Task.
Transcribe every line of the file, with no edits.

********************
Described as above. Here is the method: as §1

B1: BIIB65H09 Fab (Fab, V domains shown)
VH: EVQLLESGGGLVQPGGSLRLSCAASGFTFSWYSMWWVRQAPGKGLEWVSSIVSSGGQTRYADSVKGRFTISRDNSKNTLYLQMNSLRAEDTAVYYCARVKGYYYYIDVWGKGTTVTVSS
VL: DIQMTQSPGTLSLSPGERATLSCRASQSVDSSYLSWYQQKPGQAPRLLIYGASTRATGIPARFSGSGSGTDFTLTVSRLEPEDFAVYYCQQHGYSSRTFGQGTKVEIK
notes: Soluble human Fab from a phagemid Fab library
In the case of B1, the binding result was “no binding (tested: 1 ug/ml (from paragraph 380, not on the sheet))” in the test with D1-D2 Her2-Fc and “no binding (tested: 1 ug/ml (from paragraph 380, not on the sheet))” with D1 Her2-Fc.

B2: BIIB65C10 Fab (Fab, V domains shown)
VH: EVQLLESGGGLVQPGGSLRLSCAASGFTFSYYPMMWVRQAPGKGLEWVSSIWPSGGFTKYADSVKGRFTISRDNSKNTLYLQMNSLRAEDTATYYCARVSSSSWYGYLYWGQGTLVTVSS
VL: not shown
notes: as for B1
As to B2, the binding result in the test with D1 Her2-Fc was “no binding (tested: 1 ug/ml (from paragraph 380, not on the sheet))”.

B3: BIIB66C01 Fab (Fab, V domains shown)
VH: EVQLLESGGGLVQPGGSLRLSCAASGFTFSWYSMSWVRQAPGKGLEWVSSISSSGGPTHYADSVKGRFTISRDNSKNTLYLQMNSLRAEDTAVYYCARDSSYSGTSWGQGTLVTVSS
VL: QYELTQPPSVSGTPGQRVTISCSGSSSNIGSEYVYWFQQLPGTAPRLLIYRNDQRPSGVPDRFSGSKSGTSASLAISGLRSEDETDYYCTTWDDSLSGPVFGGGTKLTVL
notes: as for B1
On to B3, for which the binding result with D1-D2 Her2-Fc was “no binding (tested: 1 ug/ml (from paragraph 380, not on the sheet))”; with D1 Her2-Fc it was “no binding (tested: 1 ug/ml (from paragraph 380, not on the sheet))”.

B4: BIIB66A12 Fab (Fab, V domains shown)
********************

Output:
Described as above. Here is the method: as §1

B1: BIIB65H09 Fab (Fab, V domains shown)
VH: EVQLLESGGGLVQPGGSLRLSCAASGFTFSWYSMWWVRQAPGKGLEWVSSIVSSGGQTRYADSVKGRFTISRDNSKNTLYLQMNSLRAEDTAVYYCARVKGYYYYIDVWGKGTTVTVSS
VL: DIQMTQSPGTLSLSPGERATLSCRASQSVDSSYLSWYQQKPGQAPRLLIYGASTRATGIPARFSGSGSGTDFTLTVSRLEPEDFAVYYCQQHGYSSRTFGQGTKVEIK
notes: Soluble human Fab from a phagemid Fab library
In the case of B1, the binding result was “no binding (tested: 1 ug/ml (from paragraph 380, not on the sheet))” in the test with D1-D2 Her2-Fc and “no binding (tested: 1 ug/ml (from paragraph 380, not on the sheet))” with D1 Her2-Fc.

B2: BIIB65C10 Fab (Fab, V domains shown)
VH: EVQLLESGGGLVQPGGSLRLSCAASGFTFSYYPMMWVRQAPGKGLEWVSSIWPSGGFTKYADSVKGRFTISRDNSKNTLYLQMNSLRAEDTATYYCARVSSSSWYGYLYWGQGTLVTVSS
VL: not shown
notes: as for B1
As to B2, the binding result in the test with D1 Her2-Fc was “no binding (tested: 1 ug/ml (from paragraph 380, not on the sheet))”.

B3: BIIB66C01 Fab (Fab, V domains shown)
VH: EVQLLESGGGLVQPGGSLRLSCAASGFTFSWYSMSWVRQAPGKGLEWVSSISSSGGPTHYADSVKGRFTISRDNSKNTLYLQMNSLRAEDTAVYYCARDSSYSGTSWGQGTLVTVSS
VL: QYELTQPPSVSGTPGQRVTISCSGSSSNIGSEYVYWFQQLPGTAPRLLIYRNDQRPSGVPDRFSGSKSGTSASLAISGLRSEDETDYYCTTWDDSLSGPVFGGGTKLTVL
notes: as for B1
On to B3, for which the binding result with D1-D2 Her2-Fc was “no binding (tested: 1 ug/ml (from paragraph 380, not on the sheet))”; with D1 Her2-Fc it was “no binding (tested: 1 ug/ml (from paragraph 380, not on the sheet))”.

B4: BIIB66A12 Fab (Fab, V domains shown)